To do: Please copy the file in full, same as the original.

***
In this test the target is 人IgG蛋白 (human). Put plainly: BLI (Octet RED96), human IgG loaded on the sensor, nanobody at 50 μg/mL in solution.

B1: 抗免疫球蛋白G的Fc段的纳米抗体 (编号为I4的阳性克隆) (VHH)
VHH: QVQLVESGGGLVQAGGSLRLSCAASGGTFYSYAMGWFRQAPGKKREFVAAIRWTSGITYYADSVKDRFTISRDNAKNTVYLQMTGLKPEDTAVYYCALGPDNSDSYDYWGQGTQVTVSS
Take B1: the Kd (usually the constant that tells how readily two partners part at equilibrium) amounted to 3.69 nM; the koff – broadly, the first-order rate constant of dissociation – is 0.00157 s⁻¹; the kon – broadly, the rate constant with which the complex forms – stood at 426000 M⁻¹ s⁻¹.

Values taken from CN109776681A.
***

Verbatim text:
In this test the target is 人IgG蛋白 (human). Put plainly: BLI (Octet RED96), human IgG loaded on the sensor, nanobody at 50 μg/mL in solution.

B1: 抗免疫球蛋白G的Fc段的纳米抗体 (编号为I4的阳性克隆) (VHH)
VHH: QVQLVESGGGLVQAGGSLRLSCAASGGTFYSYAMGWFRQAPGKKREFVAAIRWTSGITYYADSVKDRFTISRDNAKNTVYLQMTGLKPEDTAVYYCALGPDNSDSYDYWGQGTQVTVSS
Take B1: the Kd (usually the constant that tells how readily two partners part at equilibrium) amounted to 3.69 nM; the koff – broadly, the first-order rate constant of dissociation – is 0.00157 s⁻¹; the kon – broadly, the rate constant with which the complex forms – stood at 426000 M⁻¹ s⁻¹.

Values taken from CN109776681A.